Teenage Engineering creates wooden dolls that’ll sing you lullabies in enchanting choir

Teenage Engineering and its out-of-the-box custom creations keep everyone on their toes every once in a while. What comes next from the Swedish consumer electronics company is impossible to predict, and their new make is nothing different.

Just in time for the holiday season, they’ve crafted a wooden choir that’ll brighten up your Christmas, if it seemed too boring lately. The choir is inspired by the company’s very first project, the Absolut Choir which debuted in 2007 as a set of 22 wooden dolls.

Designer: Teenage Engineering

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The eight-piece ensemble of dolls sings out preset festive tracks like the Deck The Halls and Auld Lang Syne. Also, your own compositions via the company’s OP-1 Field, OP-Z, or any Bluetooth MIDI keyboard are playable which is audacious. Each of these eight dolls has its own voice and vocal pitch for a unique listening experience. They can sing in chorus or solo (they all have built-in speakers) depending on the listeners’ mood and the occasion.

I can instantly imagine these wooden dolls – Gisela (mezzo soprano), Leila (soprano), Miki (tenor), Bogdan (bass), Hatshepsut (mezzo soprano), Ivana (alto), and Carlo (baritone) – as the centerpiece of a living room shelf or work from home desktop setup. They are all designed based on the different cultures and characters from around the world which makes them special in their own rights.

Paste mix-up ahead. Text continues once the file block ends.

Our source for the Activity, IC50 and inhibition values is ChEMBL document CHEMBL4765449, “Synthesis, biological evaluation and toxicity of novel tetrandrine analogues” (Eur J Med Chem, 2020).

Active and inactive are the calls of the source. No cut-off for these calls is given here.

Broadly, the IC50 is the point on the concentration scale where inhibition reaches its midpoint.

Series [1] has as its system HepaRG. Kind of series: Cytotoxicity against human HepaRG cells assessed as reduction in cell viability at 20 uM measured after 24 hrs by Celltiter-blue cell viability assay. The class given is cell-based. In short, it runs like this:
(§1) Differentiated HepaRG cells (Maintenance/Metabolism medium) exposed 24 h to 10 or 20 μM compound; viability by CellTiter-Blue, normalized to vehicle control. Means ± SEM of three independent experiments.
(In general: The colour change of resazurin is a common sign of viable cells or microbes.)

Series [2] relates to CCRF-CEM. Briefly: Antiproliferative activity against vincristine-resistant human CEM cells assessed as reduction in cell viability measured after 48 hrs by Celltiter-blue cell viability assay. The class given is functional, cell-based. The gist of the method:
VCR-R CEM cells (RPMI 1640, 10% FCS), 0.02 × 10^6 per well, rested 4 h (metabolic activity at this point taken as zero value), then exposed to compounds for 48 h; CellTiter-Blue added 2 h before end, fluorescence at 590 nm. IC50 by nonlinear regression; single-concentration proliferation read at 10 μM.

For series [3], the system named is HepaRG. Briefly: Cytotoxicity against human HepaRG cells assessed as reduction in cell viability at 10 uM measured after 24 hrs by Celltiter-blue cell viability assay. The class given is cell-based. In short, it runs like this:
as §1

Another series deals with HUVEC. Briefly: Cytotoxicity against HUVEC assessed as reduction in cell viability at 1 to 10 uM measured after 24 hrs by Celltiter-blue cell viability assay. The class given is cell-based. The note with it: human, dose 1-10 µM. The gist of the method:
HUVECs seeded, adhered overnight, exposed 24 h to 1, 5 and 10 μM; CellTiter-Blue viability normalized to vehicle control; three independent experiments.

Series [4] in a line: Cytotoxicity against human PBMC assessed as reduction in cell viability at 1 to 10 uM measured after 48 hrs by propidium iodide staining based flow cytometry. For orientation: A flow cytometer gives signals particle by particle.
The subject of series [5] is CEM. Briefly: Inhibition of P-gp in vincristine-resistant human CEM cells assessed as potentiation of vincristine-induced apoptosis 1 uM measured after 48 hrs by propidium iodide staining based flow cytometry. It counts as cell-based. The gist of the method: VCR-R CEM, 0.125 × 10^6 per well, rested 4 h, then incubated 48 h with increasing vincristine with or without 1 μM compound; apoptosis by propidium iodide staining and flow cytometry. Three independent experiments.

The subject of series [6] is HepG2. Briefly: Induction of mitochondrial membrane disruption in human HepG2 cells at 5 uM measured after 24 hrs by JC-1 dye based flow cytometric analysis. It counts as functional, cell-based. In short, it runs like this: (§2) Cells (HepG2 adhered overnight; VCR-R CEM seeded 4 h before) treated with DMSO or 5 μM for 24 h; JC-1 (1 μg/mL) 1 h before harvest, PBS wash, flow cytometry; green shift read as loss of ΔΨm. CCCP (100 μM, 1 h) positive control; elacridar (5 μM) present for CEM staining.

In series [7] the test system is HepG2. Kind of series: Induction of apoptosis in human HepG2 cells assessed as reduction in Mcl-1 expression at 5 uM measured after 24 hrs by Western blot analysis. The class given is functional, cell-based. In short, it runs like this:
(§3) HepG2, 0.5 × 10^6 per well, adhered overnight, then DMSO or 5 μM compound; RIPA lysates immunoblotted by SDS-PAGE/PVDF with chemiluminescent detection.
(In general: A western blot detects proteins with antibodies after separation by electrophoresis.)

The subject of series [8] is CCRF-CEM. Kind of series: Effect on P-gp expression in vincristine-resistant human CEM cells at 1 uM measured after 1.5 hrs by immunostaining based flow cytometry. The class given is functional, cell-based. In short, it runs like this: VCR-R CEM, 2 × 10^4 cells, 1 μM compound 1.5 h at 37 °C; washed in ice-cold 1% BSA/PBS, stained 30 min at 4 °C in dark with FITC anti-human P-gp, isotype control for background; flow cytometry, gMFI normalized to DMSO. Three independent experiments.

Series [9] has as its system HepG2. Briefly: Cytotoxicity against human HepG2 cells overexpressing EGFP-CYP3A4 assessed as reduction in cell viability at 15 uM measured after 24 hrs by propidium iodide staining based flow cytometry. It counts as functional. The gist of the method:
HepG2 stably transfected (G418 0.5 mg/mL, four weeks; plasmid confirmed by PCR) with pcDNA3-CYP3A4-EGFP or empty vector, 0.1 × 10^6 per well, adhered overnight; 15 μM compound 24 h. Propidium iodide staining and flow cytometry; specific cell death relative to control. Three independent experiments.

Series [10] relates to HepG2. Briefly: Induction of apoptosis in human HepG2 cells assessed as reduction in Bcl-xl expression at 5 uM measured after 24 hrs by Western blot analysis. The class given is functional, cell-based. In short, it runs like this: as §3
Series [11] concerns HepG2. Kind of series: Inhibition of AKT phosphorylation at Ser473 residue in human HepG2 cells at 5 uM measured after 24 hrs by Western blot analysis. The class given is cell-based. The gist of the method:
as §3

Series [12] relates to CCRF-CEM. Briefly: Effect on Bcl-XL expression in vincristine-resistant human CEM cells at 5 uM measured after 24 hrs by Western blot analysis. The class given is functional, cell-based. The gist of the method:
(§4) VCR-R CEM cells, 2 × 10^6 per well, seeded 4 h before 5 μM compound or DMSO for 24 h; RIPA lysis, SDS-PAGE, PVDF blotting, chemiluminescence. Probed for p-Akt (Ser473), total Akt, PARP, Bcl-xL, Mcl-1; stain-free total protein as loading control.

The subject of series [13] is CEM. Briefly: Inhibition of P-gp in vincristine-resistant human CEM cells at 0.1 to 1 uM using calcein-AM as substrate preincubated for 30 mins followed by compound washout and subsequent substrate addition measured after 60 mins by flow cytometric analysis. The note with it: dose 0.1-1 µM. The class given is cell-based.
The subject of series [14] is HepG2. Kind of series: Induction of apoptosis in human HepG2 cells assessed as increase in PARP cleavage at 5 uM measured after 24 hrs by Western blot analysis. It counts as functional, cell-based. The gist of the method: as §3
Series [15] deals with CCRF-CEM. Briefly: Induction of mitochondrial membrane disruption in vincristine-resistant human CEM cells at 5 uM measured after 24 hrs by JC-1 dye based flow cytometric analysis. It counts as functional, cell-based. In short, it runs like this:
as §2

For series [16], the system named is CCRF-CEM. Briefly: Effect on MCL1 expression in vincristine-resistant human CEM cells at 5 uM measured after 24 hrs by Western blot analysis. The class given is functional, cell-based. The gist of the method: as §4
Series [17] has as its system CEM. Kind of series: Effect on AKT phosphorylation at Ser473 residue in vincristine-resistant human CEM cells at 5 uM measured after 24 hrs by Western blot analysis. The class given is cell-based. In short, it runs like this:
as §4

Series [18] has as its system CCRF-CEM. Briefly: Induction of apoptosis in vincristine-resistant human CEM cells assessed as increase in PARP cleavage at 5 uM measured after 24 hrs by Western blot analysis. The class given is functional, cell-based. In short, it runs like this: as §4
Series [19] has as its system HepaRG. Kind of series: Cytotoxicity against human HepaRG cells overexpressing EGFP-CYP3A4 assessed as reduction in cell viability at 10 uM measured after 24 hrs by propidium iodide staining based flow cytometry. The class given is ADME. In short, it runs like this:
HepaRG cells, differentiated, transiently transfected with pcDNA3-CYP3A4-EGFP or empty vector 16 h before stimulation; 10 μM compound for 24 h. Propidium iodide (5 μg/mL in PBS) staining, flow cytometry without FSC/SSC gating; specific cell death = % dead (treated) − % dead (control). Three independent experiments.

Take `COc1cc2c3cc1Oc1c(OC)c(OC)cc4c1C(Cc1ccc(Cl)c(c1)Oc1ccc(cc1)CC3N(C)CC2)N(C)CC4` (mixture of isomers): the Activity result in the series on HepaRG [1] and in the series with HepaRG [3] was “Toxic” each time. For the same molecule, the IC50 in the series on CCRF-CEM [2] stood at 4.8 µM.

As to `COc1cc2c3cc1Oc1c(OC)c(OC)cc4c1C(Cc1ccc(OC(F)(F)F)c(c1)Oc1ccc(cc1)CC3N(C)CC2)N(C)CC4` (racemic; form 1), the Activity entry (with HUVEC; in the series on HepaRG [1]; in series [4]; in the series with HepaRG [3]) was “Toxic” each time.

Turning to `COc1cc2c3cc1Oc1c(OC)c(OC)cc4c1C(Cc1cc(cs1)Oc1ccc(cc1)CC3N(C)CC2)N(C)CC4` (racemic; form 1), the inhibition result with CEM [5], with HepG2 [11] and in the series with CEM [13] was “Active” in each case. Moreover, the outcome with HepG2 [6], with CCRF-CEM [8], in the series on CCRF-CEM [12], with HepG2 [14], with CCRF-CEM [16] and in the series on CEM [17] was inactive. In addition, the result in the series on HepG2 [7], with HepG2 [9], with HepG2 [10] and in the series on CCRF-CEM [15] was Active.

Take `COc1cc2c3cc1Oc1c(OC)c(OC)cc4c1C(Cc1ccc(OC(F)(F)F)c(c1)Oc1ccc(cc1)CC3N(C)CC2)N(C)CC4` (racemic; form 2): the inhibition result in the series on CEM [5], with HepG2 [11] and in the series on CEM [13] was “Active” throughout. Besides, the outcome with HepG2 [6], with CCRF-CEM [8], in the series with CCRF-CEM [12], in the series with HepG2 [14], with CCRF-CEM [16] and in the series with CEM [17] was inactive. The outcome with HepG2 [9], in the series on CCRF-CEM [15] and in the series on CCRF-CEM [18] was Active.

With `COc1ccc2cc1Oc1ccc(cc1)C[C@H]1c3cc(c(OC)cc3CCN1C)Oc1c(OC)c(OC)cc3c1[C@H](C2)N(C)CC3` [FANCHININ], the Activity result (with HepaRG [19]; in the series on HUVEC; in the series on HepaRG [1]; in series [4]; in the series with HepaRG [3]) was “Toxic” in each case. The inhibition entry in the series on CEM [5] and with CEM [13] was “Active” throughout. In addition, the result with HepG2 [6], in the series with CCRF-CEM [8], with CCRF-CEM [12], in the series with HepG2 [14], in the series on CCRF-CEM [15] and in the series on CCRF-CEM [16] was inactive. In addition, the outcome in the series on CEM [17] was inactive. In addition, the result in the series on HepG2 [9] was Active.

The dolls handcrafted out of solid Beech wood have unique personalities, given the different looks and voice modulation. What’s most intriguing is the ability to trigger their performance by tapping on the head or even a light tap on the table. Tilting the doll left or right decreases or increases the audio volume courtesy of the embedded accelerometers. Teenage Engineering just like all times, in their quirky style, express these dolls as an interactive gadget that can be given a “little smack to turn it off” when it gets too annoying!

The dolls are individually rechargeable with four hours of performance time which is not bad at all. These are more of an art project for creative people to appreciate but at a steep price tag. Each one of them will set you back $249, and owning all of them will cost close to $2000. But then, what’s money for someone who wants to go any length to show off a wonderful piece as a conversation starter for the festivities?